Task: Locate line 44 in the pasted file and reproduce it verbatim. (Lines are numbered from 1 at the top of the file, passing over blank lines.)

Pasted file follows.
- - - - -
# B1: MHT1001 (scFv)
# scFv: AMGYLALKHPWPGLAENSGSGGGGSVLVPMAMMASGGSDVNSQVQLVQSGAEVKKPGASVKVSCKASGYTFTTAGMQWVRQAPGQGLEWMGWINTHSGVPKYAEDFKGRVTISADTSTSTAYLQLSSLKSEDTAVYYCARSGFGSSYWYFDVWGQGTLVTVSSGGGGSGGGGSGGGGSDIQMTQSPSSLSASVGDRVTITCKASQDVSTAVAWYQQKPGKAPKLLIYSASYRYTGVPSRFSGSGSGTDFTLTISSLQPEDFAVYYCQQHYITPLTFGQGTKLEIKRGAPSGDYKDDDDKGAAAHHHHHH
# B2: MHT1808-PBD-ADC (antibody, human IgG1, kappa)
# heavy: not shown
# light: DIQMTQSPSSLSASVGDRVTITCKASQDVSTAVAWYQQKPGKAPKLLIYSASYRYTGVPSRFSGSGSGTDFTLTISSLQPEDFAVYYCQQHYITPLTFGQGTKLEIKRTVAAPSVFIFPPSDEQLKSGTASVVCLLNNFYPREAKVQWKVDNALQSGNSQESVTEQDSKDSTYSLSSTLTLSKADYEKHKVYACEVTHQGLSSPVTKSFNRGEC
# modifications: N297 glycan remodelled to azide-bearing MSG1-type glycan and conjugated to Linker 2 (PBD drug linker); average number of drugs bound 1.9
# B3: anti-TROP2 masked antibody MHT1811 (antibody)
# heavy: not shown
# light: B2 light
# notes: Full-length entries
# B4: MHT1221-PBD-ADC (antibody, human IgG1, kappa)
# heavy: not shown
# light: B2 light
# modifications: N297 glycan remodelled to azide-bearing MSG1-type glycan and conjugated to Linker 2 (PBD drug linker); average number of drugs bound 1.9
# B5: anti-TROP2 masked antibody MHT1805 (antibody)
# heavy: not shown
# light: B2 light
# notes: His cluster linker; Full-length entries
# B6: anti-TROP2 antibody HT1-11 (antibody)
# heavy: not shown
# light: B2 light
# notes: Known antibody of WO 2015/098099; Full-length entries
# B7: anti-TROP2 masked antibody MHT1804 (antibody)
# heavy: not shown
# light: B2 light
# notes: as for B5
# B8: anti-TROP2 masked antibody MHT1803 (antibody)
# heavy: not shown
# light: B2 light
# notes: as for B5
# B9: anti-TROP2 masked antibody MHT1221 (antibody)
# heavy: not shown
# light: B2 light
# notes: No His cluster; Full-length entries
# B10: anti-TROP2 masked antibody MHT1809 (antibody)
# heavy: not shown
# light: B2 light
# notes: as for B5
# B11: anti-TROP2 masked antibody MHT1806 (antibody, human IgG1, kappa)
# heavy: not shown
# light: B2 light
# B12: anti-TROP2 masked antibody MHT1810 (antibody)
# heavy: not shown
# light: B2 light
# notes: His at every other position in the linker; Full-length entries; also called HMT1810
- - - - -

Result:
# light: B2 light